Bigger isn’t always better in the eyes of one businessman.
“Why did we decide to focus on local? Because it’s difficult for the big players to do.” That’s the business strategy used by Jim Beveridge of B&H Your Community Grocer, an independent retailer in Kemptville. His grocery store uses its small size to its advantage in the David and Goliath struggle for market share and sales.
Grocery retailers, chefs, and other food buyers are looking for local product and they want to buy local says Jessica Kelly, a direct farm marketing specialist at the Ontario Ministry of Agriculture, Food and Rural Affairs (OMAFRA). “Yet, when it comes to buying from farmers and small food processors, they say there’s often a gap between what they need, when they need it, and how they do business” she adds.
OMAFRA has a one-day workshop in March bringing together farmers and small food processors to learn how to address those gaps.
Ministry specialists in business management, business development, food regulation and food safety can help business owners and managers learn more about different sales channels and how they work so participants can ultimately decide if there is an untapped sales channel that is right for their business. Each workshop is customized to local interests with subjects ranging from market channel opportunities, food regulations, food safety, pricing for profit, packaging and labelling. Participants will also learn where to get more information and support.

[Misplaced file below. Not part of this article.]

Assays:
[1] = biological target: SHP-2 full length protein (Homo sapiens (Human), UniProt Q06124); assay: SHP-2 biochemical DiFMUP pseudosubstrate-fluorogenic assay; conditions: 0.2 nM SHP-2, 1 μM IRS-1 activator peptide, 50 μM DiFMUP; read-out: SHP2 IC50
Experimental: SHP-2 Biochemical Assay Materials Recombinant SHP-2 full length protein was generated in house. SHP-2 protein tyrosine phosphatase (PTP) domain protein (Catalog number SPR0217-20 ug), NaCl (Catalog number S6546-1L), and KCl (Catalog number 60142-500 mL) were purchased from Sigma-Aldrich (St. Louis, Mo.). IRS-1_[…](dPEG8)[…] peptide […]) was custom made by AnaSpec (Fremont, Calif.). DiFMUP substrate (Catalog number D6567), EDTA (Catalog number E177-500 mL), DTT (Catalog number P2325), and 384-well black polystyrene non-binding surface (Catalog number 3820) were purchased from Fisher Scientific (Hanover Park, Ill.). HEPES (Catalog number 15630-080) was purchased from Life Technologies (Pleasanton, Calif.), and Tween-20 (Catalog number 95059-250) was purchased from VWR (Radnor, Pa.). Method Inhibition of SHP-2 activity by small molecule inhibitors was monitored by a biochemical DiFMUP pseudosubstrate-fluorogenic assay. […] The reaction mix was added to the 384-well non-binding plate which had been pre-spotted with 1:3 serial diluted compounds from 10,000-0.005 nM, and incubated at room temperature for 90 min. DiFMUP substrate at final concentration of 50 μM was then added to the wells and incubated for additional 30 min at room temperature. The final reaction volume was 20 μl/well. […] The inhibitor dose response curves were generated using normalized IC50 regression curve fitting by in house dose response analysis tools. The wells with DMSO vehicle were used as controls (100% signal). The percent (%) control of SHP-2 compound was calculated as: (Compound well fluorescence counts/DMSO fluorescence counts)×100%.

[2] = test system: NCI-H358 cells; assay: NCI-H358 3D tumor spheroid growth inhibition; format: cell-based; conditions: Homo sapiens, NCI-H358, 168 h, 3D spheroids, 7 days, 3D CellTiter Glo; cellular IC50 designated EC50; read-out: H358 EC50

Your business might benefit from selling to a local grocery store or other retailer, a restaurant or public sector organization like a university or school nutrition program. The key is to invest few hours to learn about different market opportunities and what customers expect. The Selling Food to Ontario workshop is available: March 2nd in Smiths Falls, March 3rd in Renfrew and March 9th in Vineland. Space is limited for this free workshop so register today at http://www.ontario.ca/chbi.